Disability is a tough social problem because it is dynamically, generatively and socially complex. The cause and effect of attitudes towards disability have been far apart in time and space, so they are hard to grasp (dynamic); the effects have unfolded in unfamiliar and unpredictable ways (generative); and the people involved have seen things differently, so invariably have become polarised (social).Tough problems usually either get stuck and therefore remain unsolved, or they get solved by force. Problems to do with disability have taken both courses. Another way to solve tough problems is to engage all parties in deep conversation, providing the opportunity for people to talk and listen to each other. This course of action takes time but has been proven to generate understanding, empathy, insight and creative solutions.
Right now society needs deep conversations about disability.
Identifying vital behaviours
While negative attitudes towards disabled people have been consistently identified as the biggest barrier to disabled people being able to access the same opportunities as most other New Zealanders, latest theories about the “science of influence” point to the critical role of vital behaviours in creating the environment in which attitudes can evolve and embed.
Changing negative attitudes will help to achieve more positive outcomes for disabled people, but it will be the ability of disabled and non-disabled people to identify vital changes in behaviour that will ensure these improved outcomes.
Disability is a complex issue that requires more than one vital behaviour to effect change in a given area. However, if a finite range of vital behaviours are introduced throughout society and reinforced by consistent and continuous repetition, over time a tipping point will occur.
Dealing with fear
Another key alignment with the science of influence is the phenomenon of phobias. Phobias are caused by inaccurate beliefs and a resistance to change in attitudes and behaviours, based on these beliefs (eg. ophiophobia is caused by the inaccurate belief that all snakes are killers, when in fact most are not.
Phobias are cured by changing people’s mental cause and effect maps, by attending to two questions - can I change? and will it be worth it? Vicarious modelling and experience (watching others safely complete the feared behaviour) are proven to be highly efficient and effective in treating phobias by causing empathy and triggering mirror neurons in the brain.
People have been cured of ophiophobia in hours by receiving correct information; observing others handle snakes without harm; practicing snake contact in controlled environments and in incremental steps; and experiencing the benefit of living without irrational fear.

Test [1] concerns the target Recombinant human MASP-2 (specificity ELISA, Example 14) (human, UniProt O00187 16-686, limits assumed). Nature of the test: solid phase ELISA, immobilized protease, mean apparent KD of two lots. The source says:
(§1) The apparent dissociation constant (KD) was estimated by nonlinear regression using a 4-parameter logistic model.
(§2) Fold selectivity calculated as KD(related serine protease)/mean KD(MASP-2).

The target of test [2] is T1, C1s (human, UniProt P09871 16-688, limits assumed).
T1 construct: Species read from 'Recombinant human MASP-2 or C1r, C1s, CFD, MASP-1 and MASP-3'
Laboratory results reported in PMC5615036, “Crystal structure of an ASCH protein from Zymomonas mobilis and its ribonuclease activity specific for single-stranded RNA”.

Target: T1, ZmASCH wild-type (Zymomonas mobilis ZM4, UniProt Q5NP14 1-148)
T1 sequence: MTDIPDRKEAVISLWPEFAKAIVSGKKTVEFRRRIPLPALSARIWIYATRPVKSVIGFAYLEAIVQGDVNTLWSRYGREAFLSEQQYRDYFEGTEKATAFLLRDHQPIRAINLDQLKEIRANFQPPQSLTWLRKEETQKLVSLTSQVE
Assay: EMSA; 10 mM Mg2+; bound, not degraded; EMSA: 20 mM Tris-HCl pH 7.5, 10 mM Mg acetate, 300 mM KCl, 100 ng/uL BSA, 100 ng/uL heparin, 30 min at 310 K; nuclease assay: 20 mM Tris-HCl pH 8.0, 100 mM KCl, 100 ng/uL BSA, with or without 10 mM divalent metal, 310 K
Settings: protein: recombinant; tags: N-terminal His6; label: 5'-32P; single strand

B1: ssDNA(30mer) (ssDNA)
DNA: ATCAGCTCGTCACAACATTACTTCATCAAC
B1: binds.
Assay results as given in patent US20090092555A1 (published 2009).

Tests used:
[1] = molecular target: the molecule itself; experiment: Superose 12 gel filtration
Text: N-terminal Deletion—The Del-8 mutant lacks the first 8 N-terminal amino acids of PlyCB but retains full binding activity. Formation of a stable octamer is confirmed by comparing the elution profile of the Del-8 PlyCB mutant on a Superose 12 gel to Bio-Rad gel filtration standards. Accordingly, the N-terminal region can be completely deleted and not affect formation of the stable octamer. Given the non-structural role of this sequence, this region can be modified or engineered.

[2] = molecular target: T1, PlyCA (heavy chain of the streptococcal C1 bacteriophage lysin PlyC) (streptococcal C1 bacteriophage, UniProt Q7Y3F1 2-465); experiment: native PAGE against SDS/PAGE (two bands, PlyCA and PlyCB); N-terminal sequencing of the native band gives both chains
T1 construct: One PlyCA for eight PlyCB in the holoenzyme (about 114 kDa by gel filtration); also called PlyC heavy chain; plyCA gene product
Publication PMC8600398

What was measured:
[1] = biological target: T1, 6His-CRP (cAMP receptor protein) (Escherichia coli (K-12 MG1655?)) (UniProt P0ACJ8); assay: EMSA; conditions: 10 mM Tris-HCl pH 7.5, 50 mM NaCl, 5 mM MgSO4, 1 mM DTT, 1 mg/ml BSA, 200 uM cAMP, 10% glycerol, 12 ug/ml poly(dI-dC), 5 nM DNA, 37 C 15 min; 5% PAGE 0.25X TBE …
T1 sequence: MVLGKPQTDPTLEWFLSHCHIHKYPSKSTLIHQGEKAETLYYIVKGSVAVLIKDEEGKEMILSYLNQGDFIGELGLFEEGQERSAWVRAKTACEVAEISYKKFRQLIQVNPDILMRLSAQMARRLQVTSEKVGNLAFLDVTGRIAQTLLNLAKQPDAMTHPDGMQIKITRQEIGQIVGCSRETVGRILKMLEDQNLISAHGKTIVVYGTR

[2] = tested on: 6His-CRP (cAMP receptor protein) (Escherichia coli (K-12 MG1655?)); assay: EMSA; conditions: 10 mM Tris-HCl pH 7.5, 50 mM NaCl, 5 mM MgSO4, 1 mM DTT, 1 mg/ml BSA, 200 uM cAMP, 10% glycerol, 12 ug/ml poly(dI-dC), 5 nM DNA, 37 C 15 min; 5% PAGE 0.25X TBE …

If society’s fear of disability were seen as a phobia (dysfunction-phobia), we could extrapolate that society needs correct information about disability; to watch accurate portrayals of interaction with disabled people; to have opportunities to engage positively with disabled people, and to experience beneficial outcomes.
Thinking in new ways
New bridges between science and philosophy can be interpreted as promoting the unconventional wisdom that we create our own reality with our thinking and beliefs. Using this lens we create disability as a negative, comparative, inaccurate and uncreative reality that perhaps should never have considered. Some might say we should stop thinking about it because the more we think about it, the more of it we create and experience.
What we could consider instead is that human beings function and experience the world in a diversity of ways. We could call that functional and experiential diversity. Diversity can be seen as the complex synergy of uniqueness and commonality (or difference and similarity), which is not the usual list of characteristics with which we associate normally associate diversity or disability. Something is unique when it is different in a way worthy of note; it is common when it is ordinary, usual, lacking in distinction and unexceptional. Unique could be judged as interesting; common as rather dull and boring.
Using this change in lens, we are challenged to suspend judgment on what we now define as "disability" and reframe it as "unique" function and experience. Everything else then becomes common in comparison. We lose our fixation with normality, and begin to explore with interest the uniqueness of people that we currently see as abnormal. As a result everyone may begin to value and recognise with more clarity their own uniqueness, rather than desperately trying to "fit in".
Influencer: The Power to Change Anything. Kerry Patterson, Joseph Grenny, Al Switzler, Ron McMillan, David Maxfield. August 2007. McGraw-Hill
The Tipping Point: How Little Things Can Make a Big Difference. Malcolm Gladwell. January 2002. Little, Brown & Company
Outliers: The Story of Success. Malcolm Gladwell. November 2008. Little, Brown & Company
Solving Tough Problems : An Open Way of Talking, Listening, and Creating New Realities. Adam Kahane. August 2007. Berrett-Koehler Publishers
Using our practical wisdom. Barry Schwartz. TED Talk.
Brene Brown: The power of vulnerability. TED Talk